Women in Construction: Daveda Morris, RPM Door & Services

Matt Schneiderman imageMatt Schneiderman  •  

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Just 9% of America’s construction workers are women. And as employment of construction workers is projected to grow by double-digits through the next decade, we need construction companies to recruit and retain more skilled female construction professionals. That’s why Fieldwire is profiling amazing women working in the industry — women like Daveda Morris of RPM Door & Services.

Daveda is RPM's CFO, coordinating and scheduling the company's jobs as well as doing inspections.

What is your role at RPM Door & Services?

I’m sort of a jack-of-all-trades. I run the office and I’m also the CFO. I handle all incoming jobs, the PMing of the jobs, the scheduling of the jobs, the technicians’ schedules, part orders, inventory, quotes, and inspections — scheduling and doing inspections. I’m included in the crew that inspects hospital doors. I also manage the company’s payroll and all finances.

Generally, about fifty percent of our work is for hospitals. We service hospitals all over the Dallas-Fort Worth area — Plano, Fort Worth, Dallas, Denton. Hospitals have always been one of our biggest clients. With them, there’s always a sense of urgency. They have strict codes and if something’s malfunctioning it has to be repaired ASAP. We also handle quite a bit of new installs of dock and door equipment at distribution centers.

What’s a typical day of work look like for you?

On a typical day I have to check the previous day’s schedule — what work was performed, if they finished or need something else like parts or a quote for the customer. I look at the previous day’s board and go through all the jobs and figure out what needs to be done and then proceed — invoice completed jobs, order parts, or generate quotes. I also handle all incoming service or quote requests, customer service, check in material that has been delivered and tag it with whatever job it is for and then get that on schedule.

What’s the favorite part of your job?

The paperwork. I’m very organized and I’m good at multi-tasking. I’m involved on our jobs from start to finish. I create the job, dispatch the job, manage the odds and ends on a daily basis with the job and work that is being performed, update the customer with progress, close the job, and invoice it.

What’s a challenge you face as a woman in construction?

The biggest challenge is not being taken seriously. If I’m meeting with someone new — a new customer, a GC we’re working with, or a salesman — they automatically think I do not know what I’m talking about.

It was actually the most difficult with technicians. When I first started working for my husband's company and took over the project managing of the jobs and schedules, I had the hardest time getting our technicians to contact me for anything.

I’ve even had someone walk into my office wanting to talk about a part for their dock leveler and legitimately ask me if there was a man he could talk to.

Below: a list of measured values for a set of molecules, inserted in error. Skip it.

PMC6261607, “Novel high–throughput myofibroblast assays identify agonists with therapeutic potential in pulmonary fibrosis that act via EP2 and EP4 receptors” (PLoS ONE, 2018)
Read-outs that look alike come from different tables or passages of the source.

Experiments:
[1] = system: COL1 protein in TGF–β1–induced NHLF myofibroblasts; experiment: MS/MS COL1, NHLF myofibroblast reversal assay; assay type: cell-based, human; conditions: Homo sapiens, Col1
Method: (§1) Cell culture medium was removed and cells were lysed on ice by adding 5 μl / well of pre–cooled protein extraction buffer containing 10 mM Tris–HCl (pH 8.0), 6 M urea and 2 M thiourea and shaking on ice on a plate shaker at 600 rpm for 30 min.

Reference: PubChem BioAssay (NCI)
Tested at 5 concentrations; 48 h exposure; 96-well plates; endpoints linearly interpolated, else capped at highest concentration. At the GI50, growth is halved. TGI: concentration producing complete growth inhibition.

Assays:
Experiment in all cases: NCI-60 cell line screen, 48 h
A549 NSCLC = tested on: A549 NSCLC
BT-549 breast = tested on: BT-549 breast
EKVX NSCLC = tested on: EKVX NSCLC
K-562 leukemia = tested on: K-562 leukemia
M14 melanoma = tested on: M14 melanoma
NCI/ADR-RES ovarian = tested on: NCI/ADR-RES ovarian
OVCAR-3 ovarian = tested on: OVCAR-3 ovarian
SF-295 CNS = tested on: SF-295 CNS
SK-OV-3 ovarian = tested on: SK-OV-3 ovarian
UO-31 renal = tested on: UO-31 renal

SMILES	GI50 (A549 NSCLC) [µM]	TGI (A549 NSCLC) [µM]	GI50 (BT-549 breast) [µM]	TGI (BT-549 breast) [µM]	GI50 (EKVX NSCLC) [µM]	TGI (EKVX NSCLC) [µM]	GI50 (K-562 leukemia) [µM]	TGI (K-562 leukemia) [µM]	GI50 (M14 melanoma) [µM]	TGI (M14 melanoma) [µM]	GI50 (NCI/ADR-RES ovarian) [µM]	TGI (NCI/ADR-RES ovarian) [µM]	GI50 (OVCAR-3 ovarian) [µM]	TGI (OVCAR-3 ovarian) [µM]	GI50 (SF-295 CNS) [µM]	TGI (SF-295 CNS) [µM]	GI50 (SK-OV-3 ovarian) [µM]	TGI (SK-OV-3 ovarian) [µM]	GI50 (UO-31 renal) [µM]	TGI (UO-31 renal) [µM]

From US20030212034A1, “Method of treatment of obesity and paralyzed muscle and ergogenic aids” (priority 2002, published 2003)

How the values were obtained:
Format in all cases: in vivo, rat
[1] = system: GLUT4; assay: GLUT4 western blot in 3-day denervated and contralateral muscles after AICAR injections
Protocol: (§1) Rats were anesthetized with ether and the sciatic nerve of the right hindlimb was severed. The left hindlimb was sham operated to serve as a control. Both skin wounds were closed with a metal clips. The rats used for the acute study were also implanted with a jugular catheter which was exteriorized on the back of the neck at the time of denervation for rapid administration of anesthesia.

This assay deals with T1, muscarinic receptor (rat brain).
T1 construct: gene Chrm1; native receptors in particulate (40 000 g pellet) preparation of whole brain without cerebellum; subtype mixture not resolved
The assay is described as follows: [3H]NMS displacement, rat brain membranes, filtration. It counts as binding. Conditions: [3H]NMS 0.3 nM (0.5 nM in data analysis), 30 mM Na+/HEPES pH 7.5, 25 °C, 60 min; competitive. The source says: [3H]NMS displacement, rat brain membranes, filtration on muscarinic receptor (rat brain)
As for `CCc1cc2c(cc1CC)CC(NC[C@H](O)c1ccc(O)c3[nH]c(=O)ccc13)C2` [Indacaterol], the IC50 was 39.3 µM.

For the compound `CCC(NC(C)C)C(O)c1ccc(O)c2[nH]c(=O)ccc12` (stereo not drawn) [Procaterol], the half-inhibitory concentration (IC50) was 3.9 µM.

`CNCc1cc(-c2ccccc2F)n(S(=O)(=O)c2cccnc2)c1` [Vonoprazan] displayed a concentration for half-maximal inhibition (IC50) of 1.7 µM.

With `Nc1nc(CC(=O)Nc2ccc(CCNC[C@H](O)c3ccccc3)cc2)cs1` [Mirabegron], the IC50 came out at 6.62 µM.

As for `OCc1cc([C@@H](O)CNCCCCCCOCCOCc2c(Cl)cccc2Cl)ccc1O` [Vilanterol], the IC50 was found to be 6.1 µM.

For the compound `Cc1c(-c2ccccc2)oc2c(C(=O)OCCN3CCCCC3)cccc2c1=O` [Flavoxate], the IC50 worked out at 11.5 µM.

I overcome this by, well— I don’t take it. A lot of time I’ll be talked down to in a condescending way. When this happens, I just tell them that I can help them with whatever their issue is. They will ask me their question and it is always vindicating when I can answer it without having to go and ask someone else. It calms any tension down quickly and nips it in the bud when they get what they’re looking for. It’s not exactly like an apology, but the tone changes and I am taken seriously from that point on.

Not that it’s not infuriating — it definitely is. It doesn’t happen as often anymore. I build a rapport with my customers, so a lot of them will now call and ask me their questions. Once you get your foot in the door, you don’t get that lack of respect.

What’s one piece of helpful advice you’ve received?

When I first started in this industry, I was one of two women in the office of about 17-20 gentlemen. I was trained by another woman for a very short time until she left the company unexpectantly and then it was just me, on my own. It’s been trial and error, for sure.

Do you have a mentor?

My go-to would be my husband. If I have questions, need direction or another pair of eyes to assess a situation, or if there’s a certain way a quote needs to be sent to a customer or another option as far as repair or service, I’ll get his opinion. He’s more on the technical side and has been doing this for over 20 years. He has so much knowledge.

Do you mentor anyone? If so, how?

We just hired an assistant. She’s learning the ropes. One of the things I told her is that it may seem overwhelming now, but it’s about repetition. We revolve around the same types of equipment and services and you’ll get familiar very fast while still learning something new every day.

Any advice for other women in construction?

Stand your ground. It’s easy to be made to feel than you’re worth less than you are, and that you’re not respected. But as long as you’re confident in what you’re doing and you do not ever give up, you’re going to go far. Keep your head held high.

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